WARMING TREND: After four consecutive days with below-average temperatures across the northern half of Alabama, a warming trend begins today as the upper low to the north begins to weaken and lift out. We expect a high in the low 80s today; the average high for Birmingham on May 21 is 83. The sky will be partly sunny, and a few isolated showers are possible this afternoon.
FRIDAY THROUGH THE HOLIDAY WEEKEND: We expect some pretty routine late May weather on these four days. Highs will be in the mid to upper 80s, humidity levels will be higher, the sky will be partly sunny and each day we will deal with random, scattered, mostly afternoon and evening showers and thunderstorms. Odds of any one spot getting wet will be in the 30% to 40% range, and the showers will generally come in the window from 1 p.m. until 9 p.m. There’s no way of knowing in advance exactly when and where the showers will pop up; you just have to keep an eye on radar trends.
NEXT WEEK: Don’t look for any real change Tuesday through Friday as we lapse into a typical early summer weather pattern. The main jet stream across North America will shift to the far northern U.S. and we will have very warm, humid days with a few pop-up storms each afternoon. Highs will remain in the 85- to 90-degree range.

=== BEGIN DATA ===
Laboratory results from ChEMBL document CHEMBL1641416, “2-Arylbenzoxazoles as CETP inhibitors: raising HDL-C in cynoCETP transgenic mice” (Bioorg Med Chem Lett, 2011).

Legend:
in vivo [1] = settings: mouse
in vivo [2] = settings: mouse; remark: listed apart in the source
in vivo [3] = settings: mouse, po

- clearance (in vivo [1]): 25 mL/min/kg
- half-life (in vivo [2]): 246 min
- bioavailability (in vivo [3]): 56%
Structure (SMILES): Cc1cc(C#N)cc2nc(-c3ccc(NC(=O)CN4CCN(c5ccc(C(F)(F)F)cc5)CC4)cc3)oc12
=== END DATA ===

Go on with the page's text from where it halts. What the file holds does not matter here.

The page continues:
STILL WAITING ON 90: Birmingham has failed to reach 90 degrees this year; we all know it can be extremely hot in Alabama in late May. While we are looking at warmer days ahead, it looks like highs will be in the 80s for most places through next week. FYI, the latest “first 90” on record came in 1983. Birmingham that year did not reach 90 degrees until July 1.
ON THIS DATE IN 1949: A violent tornado crossed the Mississippi River from the St. Louis area into Wood River, then to Roxanna. This tornado damaged or destroyed 300 homes in these two towns, killing five people. Four people died in a destroyed restaurant in Palestine, Illinois; one body was recovered from a tree. A tornado causing estimated F4 damage killed five people and injured 55 in St. Louis and St. Charles counties in Missouri and Madison County in Illinois. This tornado was part of an outbreak that produced four tornadoes and was responsible for five deaths and 57 injuries.
ON THIS DATE IN 2001: Golfers participating in a tournament at the Majestic Golf Course in Hartland, Michigan, received an urgent message on the G.P.S. on their carts. The message, relayed from the clubhouse, was that a tornado was bearing down on the course. Most of the golfers made it to safety in the clubhouse, although some had to take shelter on the course. Only one golfer suffered a minor injury. The F2 tornado damaged 70 cars in the parking lot along with numerous golf carts and a pontoon boat.
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